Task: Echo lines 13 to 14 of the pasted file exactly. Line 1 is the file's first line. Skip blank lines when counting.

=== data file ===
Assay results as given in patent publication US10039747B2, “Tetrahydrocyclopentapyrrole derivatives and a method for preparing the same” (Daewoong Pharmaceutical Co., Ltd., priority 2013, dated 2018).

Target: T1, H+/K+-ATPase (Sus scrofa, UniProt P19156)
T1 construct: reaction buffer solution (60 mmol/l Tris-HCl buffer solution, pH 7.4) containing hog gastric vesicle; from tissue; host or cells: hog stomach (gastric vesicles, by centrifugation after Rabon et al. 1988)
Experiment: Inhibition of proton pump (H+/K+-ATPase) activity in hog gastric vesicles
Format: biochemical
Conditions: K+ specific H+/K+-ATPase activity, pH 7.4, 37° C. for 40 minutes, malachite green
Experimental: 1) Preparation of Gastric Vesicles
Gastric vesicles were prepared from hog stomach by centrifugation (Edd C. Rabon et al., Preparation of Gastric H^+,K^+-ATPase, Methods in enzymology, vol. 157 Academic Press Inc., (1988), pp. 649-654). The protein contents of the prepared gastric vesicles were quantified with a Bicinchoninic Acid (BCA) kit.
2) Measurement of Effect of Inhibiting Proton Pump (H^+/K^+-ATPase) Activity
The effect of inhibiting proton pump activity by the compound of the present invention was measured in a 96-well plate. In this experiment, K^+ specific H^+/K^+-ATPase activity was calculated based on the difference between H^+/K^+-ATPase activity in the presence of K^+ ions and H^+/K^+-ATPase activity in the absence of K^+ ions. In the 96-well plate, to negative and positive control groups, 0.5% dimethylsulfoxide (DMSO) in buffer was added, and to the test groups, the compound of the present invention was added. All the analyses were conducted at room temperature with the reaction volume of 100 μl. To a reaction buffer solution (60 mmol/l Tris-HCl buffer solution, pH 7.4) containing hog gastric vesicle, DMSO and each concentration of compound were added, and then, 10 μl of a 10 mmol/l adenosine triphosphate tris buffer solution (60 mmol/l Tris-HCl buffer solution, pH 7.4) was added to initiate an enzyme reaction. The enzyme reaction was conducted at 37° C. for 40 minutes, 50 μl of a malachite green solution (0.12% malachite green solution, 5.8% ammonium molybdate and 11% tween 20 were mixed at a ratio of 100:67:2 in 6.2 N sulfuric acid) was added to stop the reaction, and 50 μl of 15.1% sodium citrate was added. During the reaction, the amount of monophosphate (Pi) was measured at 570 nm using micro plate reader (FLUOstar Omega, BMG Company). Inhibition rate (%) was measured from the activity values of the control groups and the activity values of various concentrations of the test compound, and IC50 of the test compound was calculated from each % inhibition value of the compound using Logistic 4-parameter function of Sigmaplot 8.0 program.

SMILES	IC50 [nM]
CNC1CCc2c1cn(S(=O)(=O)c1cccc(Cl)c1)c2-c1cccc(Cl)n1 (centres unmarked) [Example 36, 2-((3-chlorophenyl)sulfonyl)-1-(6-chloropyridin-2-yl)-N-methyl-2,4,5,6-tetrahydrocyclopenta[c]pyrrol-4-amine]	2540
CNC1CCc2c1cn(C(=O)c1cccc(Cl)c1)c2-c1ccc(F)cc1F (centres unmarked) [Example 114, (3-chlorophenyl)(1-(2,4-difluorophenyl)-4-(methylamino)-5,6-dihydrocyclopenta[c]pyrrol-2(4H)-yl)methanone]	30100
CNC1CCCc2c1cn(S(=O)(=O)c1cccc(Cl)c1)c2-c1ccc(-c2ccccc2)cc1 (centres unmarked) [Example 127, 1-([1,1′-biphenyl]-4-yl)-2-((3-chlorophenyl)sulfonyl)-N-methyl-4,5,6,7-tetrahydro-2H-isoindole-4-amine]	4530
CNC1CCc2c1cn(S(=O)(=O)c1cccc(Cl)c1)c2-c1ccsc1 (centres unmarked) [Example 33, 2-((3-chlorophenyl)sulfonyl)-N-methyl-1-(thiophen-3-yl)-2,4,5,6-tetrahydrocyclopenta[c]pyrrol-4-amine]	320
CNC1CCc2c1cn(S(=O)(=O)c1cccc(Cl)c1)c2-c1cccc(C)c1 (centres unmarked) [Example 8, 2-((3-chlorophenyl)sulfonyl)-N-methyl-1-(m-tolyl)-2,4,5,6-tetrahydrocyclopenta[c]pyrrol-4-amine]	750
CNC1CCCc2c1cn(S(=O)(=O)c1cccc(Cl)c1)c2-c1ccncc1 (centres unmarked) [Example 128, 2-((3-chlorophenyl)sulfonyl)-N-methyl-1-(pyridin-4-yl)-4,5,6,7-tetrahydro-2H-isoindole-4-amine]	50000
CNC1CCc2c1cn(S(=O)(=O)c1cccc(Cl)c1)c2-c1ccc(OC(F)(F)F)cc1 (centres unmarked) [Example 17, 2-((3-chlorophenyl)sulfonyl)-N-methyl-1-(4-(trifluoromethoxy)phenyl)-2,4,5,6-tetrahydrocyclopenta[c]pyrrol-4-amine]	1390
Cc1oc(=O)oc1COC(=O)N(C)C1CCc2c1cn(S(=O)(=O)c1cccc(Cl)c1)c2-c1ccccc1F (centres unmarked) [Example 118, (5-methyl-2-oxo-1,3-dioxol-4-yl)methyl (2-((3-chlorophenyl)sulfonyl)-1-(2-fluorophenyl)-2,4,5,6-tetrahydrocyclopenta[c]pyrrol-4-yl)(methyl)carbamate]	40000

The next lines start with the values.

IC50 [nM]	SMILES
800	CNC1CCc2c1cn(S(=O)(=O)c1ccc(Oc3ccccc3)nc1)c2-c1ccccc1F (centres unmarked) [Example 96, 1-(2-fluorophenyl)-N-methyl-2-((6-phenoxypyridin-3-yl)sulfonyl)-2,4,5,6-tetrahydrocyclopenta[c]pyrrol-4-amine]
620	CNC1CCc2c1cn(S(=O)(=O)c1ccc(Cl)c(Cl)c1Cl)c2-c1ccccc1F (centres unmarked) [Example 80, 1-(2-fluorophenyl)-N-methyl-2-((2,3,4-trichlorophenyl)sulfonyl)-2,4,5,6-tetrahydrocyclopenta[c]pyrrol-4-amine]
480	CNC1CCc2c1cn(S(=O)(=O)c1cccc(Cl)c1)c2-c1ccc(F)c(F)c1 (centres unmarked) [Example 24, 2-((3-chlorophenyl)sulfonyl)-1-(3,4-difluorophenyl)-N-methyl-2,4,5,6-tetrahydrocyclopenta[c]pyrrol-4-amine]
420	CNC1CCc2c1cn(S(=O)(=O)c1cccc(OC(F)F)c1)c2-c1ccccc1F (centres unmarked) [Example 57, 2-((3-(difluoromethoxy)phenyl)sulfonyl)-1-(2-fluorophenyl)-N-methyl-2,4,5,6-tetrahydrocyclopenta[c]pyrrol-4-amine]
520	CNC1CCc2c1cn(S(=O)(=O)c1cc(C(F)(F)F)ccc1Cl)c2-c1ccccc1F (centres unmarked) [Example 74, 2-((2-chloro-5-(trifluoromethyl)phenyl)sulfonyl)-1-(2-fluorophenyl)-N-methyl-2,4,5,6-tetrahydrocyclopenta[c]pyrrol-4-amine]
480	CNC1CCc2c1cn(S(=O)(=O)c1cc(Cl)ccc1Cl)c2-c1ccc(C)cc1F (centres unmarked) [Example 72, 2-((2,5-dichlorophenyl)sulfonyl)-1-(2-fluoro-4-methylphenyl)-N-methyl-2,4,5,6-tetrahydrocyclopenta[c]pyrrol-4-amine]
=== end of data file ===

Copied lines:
CNC1CCc2c1cn(C(=O)c1cccc(Cl)c1)c2-c1ccc(F)cc1F (centres unmarked) [Example 114, (3-chlorophenyl)(1-(2,4-difluorophenyl)-4-(methylamino)-5,6-dihydrocyclopenta[c]pyrrol-2(4H)-yl)methanone]	30100
CNC1CCCc2c1cn(S(=O)(=O)c1cccc(Cl)c1)c2-c1ccc(-c2ccccc2)cc1 (centres unmarked) [Example 127, 1-([1,1′-biphenyl]-4-yl)-2-((3-chlorophenyl)sulfonyl)-N-methyl-4,5,6,7-tetrahydro-2H-isoindole-4-amine]	4530